The concept was blown sky-high, pun intended, on a series of suits and luxe separates including a “ hand-painted crocodilian leather” bomber showing just how chic having one’s head in the clouds can be. Models wore mirror-finish face stickers shaped like clouds. A new massive monogram trunk even featured the motif.
Abloh demonstrated it wasn’t just ‘surreal-imaginings’ but the real result. He managed to clear the mental programming of adulthood and let his inner child run free mentally and creatively. Perhaps the time spent in Chicago while working on this collection due to a doctored-ordered travel ban for much-needed rest, allowed him to disconnect to reconnect to that place. The end result was Virgil’s most-Vuitton of his previous three outings, as if his vision and the house core have found their happy place. Exquisite luxury paired with a creative view that challenges you to see the same thing in a different light.
It’s always fun to wonder what Rick Owens’s inspirations for his collections are. The wrap-up blasted via email after the show answers what you wondered about. For the Fall 2020 show, it came in advance; but why ruin the surprise? This reviewer waited until safely back at the computer to take a peek (in fact, it’s a practice at every show). However, guessing if you got it right with Rick Owens is the most fun.
Not sure what that score is out of 100, but definitely got the Bowie via Kansai Yamamoto (do I detect a trend starting with Owens homage to 70s rockers, which to date are still the coolest?) The exaggerated shoulders seemed more 1940’s but he did reference a 1930’s French cabaret singer named Cécile Sorel, does that count?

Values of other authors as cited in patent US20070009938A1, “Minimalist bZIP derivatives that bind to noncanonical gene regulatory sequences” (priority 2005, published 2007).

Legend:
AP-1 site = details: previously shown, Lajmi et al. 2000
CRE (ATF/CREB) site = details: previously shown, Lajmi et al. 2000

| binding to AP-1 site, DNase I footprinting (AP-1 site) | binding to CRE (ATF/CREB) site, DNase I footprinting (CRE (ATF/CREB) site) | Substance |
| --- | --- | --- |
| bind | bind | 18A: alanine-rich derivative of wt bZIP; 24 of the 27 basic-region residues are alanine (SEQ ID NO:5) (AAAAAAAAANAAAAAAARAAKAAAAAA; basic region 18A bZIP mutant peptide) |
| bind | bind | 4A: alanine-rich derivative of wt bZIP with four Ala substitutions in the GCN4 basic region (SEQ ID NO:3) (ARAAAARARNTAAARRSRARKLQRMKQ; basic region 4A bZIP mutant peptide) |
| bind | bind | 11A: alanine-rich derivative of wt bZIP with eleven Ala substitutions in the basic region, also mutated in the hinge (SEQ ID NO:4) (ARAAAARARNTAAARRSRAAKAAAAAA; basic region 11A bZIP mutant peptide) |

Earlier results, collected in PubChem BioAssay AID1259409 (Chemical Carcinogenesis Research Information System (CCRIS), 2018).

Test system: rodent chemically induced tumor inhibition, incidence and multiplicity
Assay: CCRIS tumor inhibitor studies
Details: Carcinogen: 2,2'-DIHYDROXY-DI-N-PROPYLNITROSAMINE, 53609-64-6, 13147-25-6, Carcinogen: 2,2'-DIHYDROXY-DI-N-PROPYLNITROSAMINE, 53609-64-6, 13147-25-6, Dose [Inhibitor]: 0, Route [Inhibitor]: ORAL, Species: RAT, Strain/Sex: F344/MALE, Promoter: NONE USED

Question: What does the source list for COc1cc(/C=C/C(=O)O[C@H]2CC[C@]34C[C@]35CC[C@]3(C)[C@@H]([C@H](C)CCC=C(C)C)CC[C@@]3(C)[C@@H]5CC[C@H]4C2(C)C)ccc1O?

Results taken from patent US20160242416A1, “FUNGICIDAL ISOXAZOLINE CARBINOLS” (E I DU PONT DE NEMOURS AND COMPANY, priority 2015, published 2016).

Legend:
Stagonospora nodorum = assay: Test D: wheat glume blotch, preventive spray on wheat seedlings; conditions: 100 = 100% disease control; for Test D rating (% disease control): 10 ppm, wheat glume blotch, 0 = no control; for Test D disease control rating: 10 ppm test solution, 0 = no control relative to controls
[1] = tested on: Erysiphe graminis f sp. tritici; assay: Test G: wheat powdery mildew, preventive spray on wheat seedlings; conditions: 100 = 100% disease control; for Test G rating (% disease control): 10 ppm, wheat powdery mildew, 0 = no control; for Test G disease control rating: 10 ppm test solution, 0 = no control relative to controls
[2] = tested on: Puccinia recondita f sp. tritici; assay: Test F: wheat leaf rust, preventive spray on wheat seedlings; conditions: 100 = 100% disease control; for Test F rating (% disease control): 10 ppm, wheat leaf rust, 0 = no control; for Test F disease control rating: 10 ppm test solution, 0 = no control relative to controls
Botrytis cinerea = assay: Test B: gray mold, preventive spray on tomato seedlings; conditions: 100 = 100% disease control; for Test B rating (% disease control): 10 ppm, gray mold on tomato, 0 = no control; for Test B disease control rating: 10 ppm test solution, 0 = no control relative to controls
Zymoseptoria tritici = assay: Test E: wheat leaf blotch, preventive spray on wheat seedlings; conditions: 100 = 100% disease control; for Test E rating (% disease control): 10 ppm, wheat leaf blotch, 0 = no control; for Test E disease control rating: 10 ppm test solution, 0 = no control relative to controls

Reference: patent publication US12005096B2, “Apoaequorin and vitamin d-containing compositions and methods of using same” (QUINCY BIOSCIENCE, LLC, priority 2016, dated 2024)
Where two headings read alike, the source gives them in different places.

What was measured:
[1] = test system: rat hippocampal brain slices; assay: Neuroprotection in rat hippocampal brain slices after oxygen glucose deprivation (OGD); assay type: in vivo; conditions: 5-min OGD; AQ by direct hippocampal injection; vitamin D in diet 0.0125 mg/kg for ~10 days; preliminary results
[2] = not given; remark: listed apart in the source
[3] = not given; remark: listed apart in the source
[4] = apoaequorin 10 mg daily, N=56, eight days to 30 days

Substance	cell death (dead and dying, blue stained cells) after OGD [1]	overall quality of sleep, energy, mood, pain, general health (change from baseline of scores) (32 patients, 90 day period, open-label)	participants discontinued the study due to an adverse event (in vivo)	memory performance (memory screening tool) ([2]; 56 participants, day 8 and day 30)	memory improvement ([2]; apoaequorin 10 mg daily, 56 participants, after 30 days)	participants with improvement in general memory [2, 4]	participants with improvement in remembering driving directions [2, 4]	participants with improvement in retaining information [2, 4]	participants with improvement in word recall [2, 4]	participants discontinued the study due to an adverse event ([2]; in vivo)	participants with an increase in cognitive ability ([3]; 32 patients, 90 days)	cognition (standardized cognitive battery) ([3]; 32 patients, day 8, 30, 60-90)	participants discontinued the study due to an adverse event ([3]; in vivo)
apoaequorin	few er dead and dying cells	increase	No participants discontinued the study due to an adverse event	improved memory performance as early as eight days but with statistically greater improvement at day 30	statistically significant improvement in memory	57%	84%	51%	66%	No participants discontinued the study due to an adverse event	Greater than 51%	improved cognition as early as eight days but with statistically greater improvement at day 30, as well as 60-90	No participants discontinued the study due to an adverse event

In fact, you’d have to be an encyclopedic medium to nail his inspirations, even more, to imagine how he brings them all together. This collection was called Performa and named for a performance art biennial started in 2004 that commissioned artists such as Marina Abramovic, Mike Kelley and Rashid Johnson. This event reminded the designer of Documenta 7, the art performance by multi-medium artist Joseph Beuys that involved planting 7000 trees.
It all brought the 58-year-old designer back to wonder about his own stage of life and his behavior versus performance after watching Hun, a term of endearment for wife Michele Lamy, in performance this past year. And he contemplated how social media has turned a generation into beings who morph between behavior and performance constantly. As a designer, his job is often akin to celebrity; so, he has to perform – make that collection, show up to that book signing, make a statement regarding a collaboration, take that final bow.
The asymmetrical unitard that opened the show made sense as it’s common for performers in the circus. But Owens gave it verified cool cred, especially when paired with jackets – either waistcoats or elongated – and paired with layered, wispy tees and now-becoming-signature platform boots.